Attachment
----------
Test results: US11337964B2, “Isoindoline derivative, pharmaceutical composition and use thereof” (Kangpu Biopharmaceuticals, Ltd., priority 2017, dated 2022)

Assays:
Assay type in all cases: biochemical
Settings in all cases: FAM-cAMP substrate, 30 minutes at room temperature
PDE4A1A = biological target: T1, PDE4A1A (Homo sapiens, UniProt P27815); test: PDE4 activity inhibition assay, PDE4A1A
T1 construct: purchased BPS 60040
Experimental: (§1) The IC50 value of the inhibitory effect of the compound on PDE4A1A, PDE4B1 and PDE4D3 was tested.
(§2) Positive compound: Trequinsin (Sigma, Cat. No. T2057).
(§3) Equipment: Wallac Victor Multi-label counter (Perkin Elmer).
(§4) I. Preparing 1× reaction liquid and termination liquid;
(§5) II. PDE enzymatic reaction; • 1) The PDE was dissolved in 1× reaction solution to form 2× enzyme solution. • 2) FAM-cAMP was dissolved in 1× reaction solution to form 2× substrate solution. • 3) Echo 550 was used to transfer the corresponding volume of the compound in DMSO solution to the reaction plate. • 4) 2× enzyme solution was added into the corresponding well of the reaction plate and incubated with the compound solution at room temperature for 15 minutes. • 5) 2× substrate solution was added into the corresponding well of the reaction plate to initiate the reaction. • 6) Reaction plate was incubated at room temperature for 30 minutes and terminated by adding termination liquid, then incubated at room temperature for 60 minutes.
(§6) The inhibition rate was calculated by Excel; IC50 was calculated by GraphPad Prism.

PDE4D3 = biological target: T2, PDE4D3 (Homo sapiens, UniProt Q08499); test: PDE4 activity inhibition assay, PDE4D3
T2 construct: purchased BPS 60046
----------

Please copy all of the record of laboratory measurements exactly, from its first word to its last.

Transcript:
Test results: US11337964B2, “Isoindoline derivative, pharmaceutical composition and use thereof” (Kangpu Biopharmaceuticals, Ltd., priority 2017, dated 2022)

Assays:
Assay type in all cases: biochemical
Settings in all cases: FAM-cAMP substrate, 30 minutes at room temperature
PDE4A1A = biological target: T1, PDE4A1A (Homo sapiens, UniProt P27815); test: PDE4 activity inhibition assay, PDE4A1A
T1 construct: purchased BPS 60040
Experimental: (§1) The IC50 value of the inhibitory effect of the compound on PDE4A1A, PDE4B1 and PDE4D3 was tested.
(§2) Positive compound: Trequinsin (Sigma, Cat. No. T2057).
(§3) Equipment: Wallac Victor Multi-label counter (Perkin Elmer).
(§4) I. Preparing 1× reaction liquid and termination liquid;
(§5) II. PDE enzymatic reaction; • 1) The PDE was dissolved in 1× reaction solution to form 2× enzyme solution. • 2) FAM-cAMP was dissolved in 1× reaction solution to form 2× substrate solution. • 3) Echo 550 was used to transfer the corresponding volume of the compound in DMSO solution to the reaction plate. • 4) 2× enzyme solution was added into the corresponding well of the reaction plate and incubated with the compound solution at room temperature for 15 minutes. • 5) 2× substrate solution was added into the corresponding well of the reaction plate to initiate the reaction. • 6) Reaction plate was incubated at room temperature for 30 minutes and terminated by adding termination liquid, then incubated at room temperature for 60 minutes.
(§6) The inhibition rate was calculated by Excel; IC50 was calculated by GraphPad Prism.

PDE4D3 = biological target: T2, PDE4D3 (Homo sapiens, UniProt Q08499); test: PDE4 activity inhibition assay, PDE4D3
T2 construct: purchased BPS 60046